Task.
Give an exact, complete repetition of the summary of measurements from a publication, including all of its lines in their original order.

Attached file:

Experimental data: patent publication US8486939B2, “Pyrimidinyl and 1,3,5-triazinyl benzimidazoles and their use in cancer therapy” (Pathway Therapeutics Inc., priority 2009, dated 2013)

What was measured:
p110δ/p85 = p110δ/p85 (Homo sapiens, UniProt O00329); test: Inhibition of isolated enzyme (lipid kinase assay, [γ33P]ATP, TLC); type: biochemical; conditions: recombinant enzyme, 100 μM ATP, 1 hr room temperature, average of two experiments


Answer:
Experimental data: patent publication US8486939B2, “Pyrimidinyl and 1,3,5-triazinyl benzimidazoles and their use in cancer therapy” (Pathway Therapeutics Inc., priority 2009, dated 2013)

What was measured:
p110δ/p85 = p110δ/p85 (Homo sapiens, UniProt O00329); test: Inhibition of isolated enzyme (lipid kinase assay, [γ33P]ATP, TLC); type: biochemical; conditions: recombinant enzyme, 100 μM ATP, 1 hr room temperature, average of two experiments